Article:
Dolls were known for 30 thousand years. However, before they made their way into children’s hands as toys, they served magical and ritual purposes for adults. They were objects of cult, amulets, fetishes, tools that served to accomplish specific goals. They protected, healed and cared about their owner but could also become causes of misfortunes and illnesses. Using dolls, people could connect to the spirits of their ancestors or to their gods, they participated in magical rituals to aid daily life and bring bad luck to enemies.
In my work, I refer to these original doll roots. I look for inspiration in fairy tales and legends, folk tales and amazing stories in which the fantastic world, full of invisible beings, permeates the visible world of people, animals and plants. That is why Horka Dolls dolls are not quite animals and not exactly people, though they are created in their likeness.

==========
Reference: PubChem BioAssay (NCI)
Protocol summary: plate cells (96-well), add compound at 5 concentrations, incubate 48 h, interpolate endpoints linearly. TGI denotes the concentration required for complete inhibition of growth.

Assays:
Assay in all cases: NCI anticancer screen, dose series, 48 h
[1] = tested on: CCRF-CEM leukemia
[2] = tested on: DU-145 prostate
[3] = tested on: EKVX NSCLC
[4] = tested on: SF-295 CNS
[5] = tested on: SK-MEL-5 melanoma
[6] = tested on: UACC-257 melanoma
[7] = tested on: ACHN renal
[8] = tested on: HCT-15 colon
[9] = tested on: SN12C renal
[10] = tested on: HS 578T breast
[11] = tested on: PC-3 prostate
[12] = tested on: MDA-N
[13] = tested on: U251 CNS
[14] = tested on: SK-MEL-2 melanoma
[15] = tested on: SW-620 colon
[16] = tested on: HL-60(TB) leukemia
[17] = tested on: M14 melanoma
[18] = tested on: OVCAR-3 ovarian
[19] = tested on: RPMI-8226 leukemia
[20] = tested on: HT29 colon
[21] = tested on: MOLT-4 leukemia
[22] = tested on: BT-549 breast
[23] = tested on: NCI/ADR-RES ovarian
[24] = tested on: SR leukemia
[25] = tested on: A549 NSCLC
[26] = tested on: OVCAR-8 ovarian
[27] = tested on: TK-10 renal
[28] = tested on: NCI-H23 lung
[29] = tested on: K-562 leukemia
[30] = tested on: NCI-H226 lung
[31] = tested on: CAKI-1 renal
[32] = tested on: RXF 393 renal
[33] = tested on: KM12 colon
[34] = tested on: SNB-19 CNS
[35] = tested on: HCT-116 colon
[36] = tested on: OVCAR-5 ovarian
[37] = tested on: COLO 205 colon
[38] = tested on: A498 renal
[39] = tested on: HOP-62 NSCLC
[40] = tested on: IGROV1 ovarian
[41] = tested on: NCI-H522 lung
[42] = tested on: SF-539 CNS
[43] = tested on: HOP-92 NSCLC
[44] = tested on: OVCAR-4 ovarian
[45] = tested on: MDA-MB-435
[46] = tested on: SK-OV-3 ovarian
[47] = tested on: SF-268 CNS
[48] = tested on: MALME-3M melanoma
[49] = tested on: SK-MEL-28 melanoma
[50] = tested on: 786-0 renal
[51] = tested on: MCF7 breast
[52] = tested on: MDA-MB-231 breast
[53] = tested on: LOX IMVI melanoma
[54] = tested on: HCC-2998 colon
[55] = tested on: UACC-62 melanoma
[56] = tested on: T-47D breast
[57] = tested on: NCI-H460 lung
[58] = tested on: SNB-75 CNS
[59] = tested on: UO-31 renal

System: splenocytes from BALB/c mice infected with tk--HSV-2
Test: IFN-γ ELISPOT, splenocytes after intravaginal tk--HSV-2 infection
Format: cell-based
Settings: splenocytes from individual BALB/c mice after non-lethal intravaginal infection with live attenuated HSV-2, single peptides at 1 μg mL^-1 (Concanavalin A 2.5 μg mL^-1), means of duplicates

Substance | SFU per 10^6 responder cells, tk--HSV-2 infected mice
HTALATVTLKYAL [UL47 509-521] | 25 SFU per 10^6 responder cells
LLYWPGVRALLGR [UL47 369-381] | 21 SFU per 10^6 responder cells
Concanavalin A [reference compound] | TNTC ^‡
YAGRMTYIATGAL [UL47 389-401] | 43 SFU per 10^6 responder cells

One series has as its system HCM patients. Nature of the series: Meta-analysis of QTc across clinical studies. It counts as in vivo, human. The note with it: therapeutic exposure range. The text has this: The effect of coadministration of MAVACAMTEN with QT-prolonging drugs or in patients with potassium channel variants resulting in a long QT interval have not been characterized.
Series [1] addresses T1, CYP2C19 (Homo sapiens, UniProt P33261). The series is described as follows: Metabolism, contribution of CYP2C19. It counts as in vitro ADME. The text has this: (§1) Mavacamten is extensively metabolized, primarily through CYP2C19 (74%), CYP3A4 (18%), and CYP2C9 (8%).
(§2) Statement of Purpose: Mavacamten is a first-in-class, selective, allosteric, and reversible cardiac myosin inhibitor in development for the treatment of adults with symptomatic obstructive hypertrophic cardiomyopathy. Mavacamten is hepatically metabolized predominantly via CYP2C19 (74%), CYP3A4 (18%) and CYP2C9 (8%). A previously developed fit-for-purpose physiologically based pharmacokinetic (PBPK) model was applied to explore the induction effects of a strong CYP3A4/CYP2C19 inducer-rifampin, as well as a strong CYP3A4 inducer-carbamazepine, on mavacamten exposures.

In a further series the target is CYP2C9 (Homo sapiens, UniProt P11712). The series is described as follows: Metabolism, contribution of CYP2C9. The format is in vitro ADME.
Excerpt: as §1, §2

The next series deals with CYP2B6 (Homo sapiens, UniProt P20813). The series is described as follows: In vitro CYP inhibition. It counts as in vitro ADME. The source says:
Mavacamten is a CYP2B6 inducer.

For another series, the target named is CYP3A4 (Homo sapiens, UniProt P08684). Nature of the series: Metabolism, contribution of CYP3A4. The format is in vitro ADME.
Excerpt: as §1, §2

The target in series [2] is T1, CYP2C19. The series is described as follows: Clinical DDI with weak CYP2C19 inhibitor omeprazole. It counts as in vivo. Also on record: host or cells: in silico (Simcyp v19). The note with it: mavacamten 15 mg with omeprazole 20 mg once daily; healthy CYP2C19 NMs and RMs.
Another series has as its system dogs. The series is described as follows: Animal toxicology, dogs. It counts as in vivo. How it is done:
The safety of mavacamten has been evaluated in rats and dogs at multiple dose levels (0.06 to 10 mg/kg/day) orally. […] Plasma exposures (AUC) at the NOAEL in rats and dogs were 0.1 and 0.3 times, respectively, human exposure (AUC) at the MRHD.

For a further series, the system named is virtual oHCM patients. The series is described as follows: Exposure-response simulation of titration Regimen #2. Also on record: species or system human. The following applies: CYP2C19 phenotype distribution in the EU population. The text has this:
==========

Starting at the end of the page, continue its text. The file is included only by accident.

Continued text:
Horka Dolls are peculiar things with soul, surreal beings that join elements of realism and fiction and because of this evoke extreme feelings, from awe to fear. They are a kind of homunculi or golems, where in lifeless matter a seemingly human particle of life lies enchanted.
I hang a heart on the button. It is in that moment when a doll is born. Then I sit still and gaze at it for as long as it takes until it reveals its name in a whisper.